Arado Ar E. 381 (Kleinstjager) History

The proposal for the Ar E. 381 rocket fighter was submitted to the Luftwaffe for consideration in 1944. The Arado Ar E. 381 showed promise as a number of companies (including Arado, Heinkel, and Henschel) competed for the role of the so-called "parasite fighter"a cheap, small and fast rocket-powered interceptor.

At this point in World War II (1939-1945), the Allied bombing campaign was taking its toll on Germany's wartime infrastructure and a solution was desperately needed.

Ar E. 381 has undergone three major technical revisions, including the I, II and finally III variants. Through its development, the hull design was enlarged and streamlined to a more acceptable shape. Ultimately, the Ar E. 381 III will be the closest mass-production variant to the Arado Ar 234C-3 "Blitzkrieg" jet bomber. The Parasite fighter itself will be armed with 6 x RZ65 or 73 spin-stabilized missiles and 1 x 30mm MK 108 cannon.

Power for the airframe will be provided by limited-life Walter HWK 109-509B series rocket engines.

Perhaps the most interesting design element of the Ar E. 381 III is that the pilot is constrained to the nose when prone, which allows the aircraft to have a slim aerodynamic profile and eliminate the need for a traditional cockpit. In the Germans' parasitic fighter concept, the Ar E. 381 III would be attached to the bottom of the Ar 234 bomber until the desired altitude (about 3,281 feet or 1,000 meters) was reached to release the fighter. From there, the Ar E. 381 III will dive and reach speeds of up to 810 km/h. During the second attack run, the rocket booster will be detonated.

Once the fuel ran out, the fighter had to glide home and land without power - the landing gear consisted of a skid that ran along the bottom of the fuselage (a cone parachute was also deployed to delay the landing run).

The Ar E. 381III could theoretically fly over the bomber formation no more than twice before running out of fuel, at which point the aircraft would still be very vulnerable to enemy reactions.

Ar E. 381 is simple to build, so all facilities (such as heating) are provided by the transport ship until leaving the mother ship. This type of engineering makes the Ar E. 381 work lightweight and easy to mass produce.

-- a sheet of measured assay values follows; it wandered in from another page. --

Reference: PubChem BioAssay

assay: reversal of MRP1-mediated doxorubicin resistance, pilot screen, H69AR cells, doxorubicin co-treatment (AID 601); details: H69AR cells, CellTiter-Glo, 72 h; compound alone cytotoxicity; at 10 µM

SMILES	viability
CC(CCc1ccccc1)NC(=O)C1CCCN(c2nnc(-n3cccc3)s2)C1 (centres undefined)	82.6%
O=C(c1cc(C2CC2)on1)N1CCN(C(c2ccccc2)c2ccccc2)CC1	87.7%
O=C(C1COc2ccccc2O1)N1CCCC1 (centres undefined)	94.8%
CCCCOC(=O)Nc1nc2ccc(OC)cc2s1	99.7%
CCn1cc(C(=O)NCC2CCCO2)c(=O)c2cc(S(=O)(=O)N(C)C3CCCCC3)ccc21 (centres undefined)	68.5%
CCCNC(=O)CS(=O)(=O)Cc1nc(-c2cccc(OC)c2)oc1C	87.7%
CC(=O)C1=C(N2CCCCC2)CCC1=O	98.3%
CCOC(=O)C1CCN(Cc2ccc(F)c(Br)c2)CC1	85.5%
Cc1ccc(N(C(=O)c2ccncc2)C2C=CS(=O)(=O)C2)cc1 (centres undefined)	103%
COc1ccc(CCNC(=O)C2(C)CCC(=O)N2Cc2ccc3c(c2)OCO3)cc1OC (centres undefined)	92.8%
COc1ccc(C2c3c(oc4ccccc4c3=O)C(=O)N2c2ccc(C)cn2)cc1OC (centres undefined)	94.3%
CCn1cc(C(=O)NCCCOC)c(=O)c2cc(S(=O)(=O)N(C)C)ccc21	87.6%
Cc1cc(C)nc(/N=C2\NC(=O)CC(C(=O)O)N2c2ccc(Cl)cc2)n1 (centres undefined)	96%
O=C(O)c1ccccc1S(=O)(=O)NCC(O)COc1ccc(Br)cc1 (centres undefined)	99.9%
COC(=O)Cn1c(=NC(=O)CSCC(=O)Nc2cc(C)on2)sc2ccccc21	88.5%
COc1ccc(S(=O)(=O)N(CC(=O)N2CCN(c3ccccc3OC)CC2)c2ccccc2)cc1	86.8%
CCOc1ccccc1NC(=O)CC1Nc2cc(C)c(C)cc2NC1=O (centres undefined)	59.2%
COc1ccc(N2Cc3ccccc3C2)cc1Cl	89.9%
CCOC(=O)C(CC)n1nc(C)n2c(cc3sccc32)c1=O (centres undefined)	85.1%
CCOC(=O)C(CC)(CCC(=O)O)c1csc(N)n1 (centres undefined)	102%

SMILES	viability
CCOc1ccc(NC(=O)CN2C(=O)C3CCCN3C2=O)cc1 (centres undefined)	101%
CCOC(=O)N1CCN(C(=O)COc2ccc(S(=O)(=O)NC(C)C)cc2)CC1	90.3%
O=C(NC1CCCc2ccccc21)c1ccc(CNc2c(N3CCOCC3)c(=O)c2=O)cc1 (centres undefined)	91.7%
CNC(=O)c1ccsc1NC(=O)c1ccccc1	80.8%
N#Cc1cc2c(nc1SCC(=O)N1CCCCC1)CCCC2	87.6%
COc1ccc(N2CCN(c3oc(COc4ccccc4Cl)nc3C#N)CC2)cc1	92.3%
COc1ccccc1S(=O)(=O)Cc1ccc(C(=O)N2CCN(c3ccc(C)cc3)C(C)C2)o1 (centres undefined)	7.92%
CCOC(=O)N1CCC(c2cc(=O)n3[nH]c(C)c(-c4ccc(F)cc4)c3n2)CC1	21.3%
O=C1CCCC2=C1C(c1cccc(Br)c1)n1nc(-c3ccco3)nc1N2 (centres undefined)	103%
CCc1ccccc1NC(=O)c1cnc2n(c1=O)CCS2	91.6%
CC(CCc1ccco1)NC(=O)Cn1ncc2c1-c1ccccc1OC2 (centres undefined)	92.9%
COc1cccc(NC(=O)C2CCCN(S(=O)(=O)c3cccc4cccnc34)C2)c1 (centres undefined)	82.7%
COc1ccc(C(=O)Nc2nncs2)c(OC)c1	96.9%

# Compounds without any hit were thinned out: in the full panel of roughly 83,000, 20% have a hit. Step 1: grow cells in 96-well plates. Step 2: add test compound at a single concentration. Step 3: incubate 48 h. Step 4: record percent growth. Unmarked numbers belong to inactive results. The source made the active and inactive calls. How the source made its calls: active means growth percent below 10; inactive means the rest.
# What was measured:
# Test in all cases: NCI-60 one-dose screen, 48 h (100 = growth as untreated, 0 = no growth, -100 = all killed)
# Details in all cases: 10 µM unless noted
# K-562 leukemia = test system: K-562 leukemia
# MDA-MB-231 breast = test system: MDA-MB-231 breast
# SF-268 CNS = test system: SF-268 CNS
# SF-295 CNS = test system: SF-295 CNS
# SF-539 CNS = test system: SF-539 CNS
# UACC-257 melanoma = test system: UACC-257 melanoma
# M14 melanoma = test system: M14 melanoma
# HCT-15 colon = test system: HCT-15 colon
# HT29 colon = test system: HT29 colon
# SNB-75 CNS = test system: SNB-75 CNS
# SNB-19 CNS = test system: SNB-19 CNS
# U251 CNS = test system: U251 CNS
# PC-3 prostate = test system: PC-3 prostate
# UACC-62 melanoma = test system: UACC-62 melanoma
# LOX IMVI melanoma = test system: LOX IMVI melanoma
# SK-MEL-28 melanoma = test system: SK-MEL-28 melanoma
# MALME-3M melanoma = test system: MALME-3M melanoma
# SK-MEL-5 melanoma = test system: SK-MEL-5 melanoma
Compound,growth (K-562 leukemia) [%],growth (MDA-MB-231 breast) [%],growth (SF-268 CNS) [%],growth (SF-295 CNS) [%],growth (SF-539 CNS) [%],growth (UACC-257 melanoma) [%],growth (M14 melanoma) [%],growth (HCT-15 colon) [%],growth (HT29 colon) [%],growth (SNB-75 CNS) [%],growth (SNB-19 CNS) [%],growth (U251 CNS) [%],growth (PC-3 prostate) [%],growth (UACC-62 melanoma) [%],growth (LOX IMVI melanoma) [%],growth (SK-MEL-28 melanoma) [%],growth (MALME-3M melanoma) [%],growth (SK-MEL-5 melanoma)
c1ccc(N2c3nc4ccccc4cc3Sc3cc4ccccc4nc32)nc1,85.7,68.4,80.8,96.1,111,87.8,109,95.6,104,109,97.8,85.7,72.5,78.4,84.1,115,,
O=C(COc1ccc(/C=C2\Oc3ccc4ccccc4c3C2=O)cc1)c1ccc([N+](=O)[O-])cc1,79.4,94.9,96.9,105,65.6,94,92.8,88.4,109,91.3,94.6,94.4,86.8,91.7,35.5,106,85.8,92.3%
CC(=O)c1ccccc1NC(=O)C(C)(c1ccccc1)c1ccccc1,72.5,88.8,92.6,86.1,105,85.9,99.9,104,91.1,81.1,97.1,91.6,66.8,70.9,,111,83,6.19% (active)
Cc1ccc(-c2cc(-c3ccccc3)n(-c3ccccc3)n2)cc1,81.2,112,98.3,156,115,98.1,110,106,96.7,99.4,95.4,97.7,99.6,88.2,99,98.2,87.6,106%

The aircraft is also designed to be broken down into several major components, including the wing assembly, fuselage and tail, for easy storage, transport and assembly.

Overall, few models and airframes have been built for further testing, with an unmanned aerial tow version reportedly underway, but ultimately the Ar E. 381 remains an unfinished concept at best. In the end, the FAA decided not to pursue the idea of ??parasitic aircraft.

About four wooden frames were realized through the Arado program.

The effectiveness of the E. 381 as a Parasite fighter is questionable - in the postwar years there were also many attempts at the jet propulsion type, but also no concept of mass was provided. The process is beneficial in theory, but in practice the arrangement has proven to be a complex proposition, offering a little more than what conventional fighter jets already offer.

Arado Ar E. 381 (Kleinstjager) Specification

Basic

Year:
1944
Status:
Cancel
Staff:
1

Production

[0 units]:
Arado Flugzeugwerke - Germany

Roles

- Fighter

- Intercept

- X-Plane / Development

Dimensions

Length:

18.70 ft (5.7 m)

Width:

5.05m

Height:

1.51m

Weight

MTOW:

1,500 kg

(difference: +3,307 pt)

Performance

1 x Walter HWK 109-509B rocket motor.

Performance

Maximum Speed:

556 mph (895 km/h; 483 knots)

Service Limit:

3,281 ft (1,000 m; 0.62 mi)

Armor

Suggestions:

1 x 30mm MK 108 Autocannon

6 x RZ65 or RZ73 rotationally stabilized rockets.

Changes

Ar E. 381 I - First draft of the prototype model

Ar E. 381 II - Redesigned prototype model

Ar E. 381 III - Redesigned and improved prototype model

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